October 2015

This Day in History… October 7, 1765

British proof of American tax stamp. It includes the phrase, Honi soit qui mal y pense, meaning “May he be shamed who thinks badly of it” a British motto.

British proof of American tax stamp – It includes the phrase, Honi soit qui mal y pense, which is a British motto meaning “May he be shamed who thinks badly of it.”

Stamp Act Congress Meets to Protest Unfair Taxation

In response to Parliament’s Stamp Act of 1765, American colonists assembled in New York City on October 7 to organize a unified protest.

Since the end of the French and Indian War, the British Parliament had been looking for new ways to increase its revenues from overseas colonies. Among the steps they took was the passage of the Stamp Act of 1765, which placed direct taxation on the colonies for the first time. Under this act, all types of printed material required a stamp showing that a tax had been paid. Items requiring these stamps included newspapers, books, court documents, land deeds, almanacs, and playing cards.

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This Day in History… October 6, 1889

U.S. #945 – One of the world’s most prolific inventors, Edison held 2,332 patents worldwide a record number that wasn’t surpassed until 2003.

Thomas Edison Tests his First Motion Picture

Adding to his impressive list of inventions, Thomas Edison played his first motion picture film on October 6, 1889.

Edison had toyed with the idea of moving pictures for a while. He believed that if a camera took quick, successive images, they could be projected to appear as if they were moving. With George Eastman’s invention of celluloid film, Edison’s idea became a reality.

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This Day in History… October 5, 1813

U.S. #814 – William Henry Harrison later used his victory at the Thames, as well as other battles to bolster his presidential campaign.

Harrison Wins Important Victory at Battle of the Thames

On October 5, 1813, future President William Henry Harrison won the Battle of the Thames, securing American control of the Northwest frontier for the remainder of the War of 1812.

A year earlier, the British captured the port city of Detroit. The Americans sought to re-take it, but couldn’t as the British also controlled Lake Erie. In September 1813, Oliver Perry won an important victory on Lake Erie, capturing an entire British squadron. With Lake Erie firmly under U.S. control, William Henry Harrison, commander of the Army of the Northwest, prepared to re-capture Detroit.

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This Day in History… October 4, 1927

U.S. #2523 – Mount Rushmore was sculpted with artful science. Huge portions of rock were blown away with surprising accuracy to lay out the rough features of each face.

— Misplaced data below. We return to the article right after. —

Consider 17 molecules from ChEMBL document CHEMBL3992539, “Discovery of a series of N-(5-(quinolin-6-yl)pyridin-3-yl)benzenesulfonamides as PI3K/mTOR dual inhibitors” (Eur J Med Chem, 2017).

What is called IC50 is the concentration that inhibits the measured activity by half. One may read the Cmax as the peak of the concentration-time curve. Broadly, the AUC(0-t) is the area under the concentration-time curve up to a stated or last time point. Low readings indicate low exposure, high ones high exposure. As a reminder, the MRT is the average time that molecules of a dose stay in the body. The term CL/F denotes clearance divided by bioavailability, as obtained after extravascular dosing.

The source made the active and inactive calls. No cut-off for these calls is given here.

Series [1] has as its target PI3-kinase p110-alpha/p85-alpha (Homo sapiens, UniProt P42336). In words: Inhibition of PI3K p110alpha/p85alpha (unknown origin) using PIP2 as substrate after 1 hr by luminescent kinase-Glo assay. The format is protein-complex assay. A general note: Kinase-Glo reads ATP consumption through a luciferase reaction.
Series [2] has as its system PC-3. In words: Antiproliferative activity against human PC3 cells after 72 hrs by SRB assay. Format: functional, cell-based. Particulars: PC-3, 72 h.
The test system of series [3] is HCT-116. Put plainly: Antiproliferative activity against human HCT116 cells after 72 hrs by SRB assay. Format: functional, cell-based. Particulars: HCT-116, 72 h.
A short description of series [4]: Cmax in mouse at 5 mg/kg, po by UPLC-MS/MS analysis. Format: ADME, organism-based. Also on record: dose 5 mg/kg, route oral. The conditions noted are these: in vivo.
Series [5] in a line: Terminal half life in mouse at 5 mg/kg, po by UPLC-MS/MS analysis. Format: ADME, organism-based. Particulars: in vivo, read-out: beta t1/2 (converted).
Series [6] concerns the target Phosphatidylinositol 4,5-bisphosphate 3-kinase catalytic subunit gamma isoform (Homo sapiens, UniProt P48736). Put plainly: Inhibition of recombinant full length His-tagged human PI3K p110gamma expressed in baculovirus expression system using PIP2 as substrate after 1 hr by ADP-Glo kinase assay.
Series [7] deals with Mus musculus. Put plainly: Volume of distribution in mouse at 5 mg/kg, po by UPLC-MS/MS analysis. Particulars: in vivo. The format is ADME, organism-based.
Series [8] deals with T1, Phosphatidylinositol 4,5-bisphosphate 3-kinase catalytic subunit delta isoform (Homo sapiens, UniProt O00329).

Work Begins on Mount Rushmore

On October 4, 1927, Gutzon Borglum began sculpting Mount Rushmore in South Dakota’s Black Hills.

In 1923, historian Doane Robinson recognized the amount of tourism generated by Yellowstone and Yosemite National Parks for their respective states. This gave him idea to sculpt a mountain to promote tourism in South Dakota. Robinson’s initial vision was to honor heroes of the American West such as George Armstrong Custer, Meriwether Lewis, William Clark, and the Sioux Chief Red Cloud.

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This Day in History… October 3, 1789 and 1863

U.S. #3546 – Though Thanksgiving celebrations were held since the 1620s, they didn’t become an annual holiday until 1863.

Thanksgiving Day Proclamations

On October 3, 1789 and 1863, two sitting presidents called on Americans to celebrate a day of Thanksgiving in November.

Though colonists had held harvest celebrations of thanks since the 1620s, it wasn’t an official holiday celebrated everywhere. That changed in 1789. On September 25, Elias Boudinot presented a resolution to the House of Representatives asking that President Washington “recommend to the people of the United States a day of public thanksgiving and prayer… [for] the many signal favors of Almighty God.”

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This Day in History… October 2, 1968

U.S. #4378 – Redwood National Park is home to “Hyperion,” the tallest known living tree. Discovered in 2006, it stands over 379 feet tall and is estimated to contain over 18,000 cubic feet of wood.

Redwood National Park Established

On October 2, 1968, Lyndon B. Johnson signed legislation establishing Redwood National Park.

Redwoods are some of the world’s tallest trees and are unique to the California and Oregon coasts. For centuries, Native Americans used these giant trees, which were easily split, to build their houses and boats. Jedediah Smith, the first American to travel up the California coast and see the redwoods, called them “the noblest trees” he’d ever seen.

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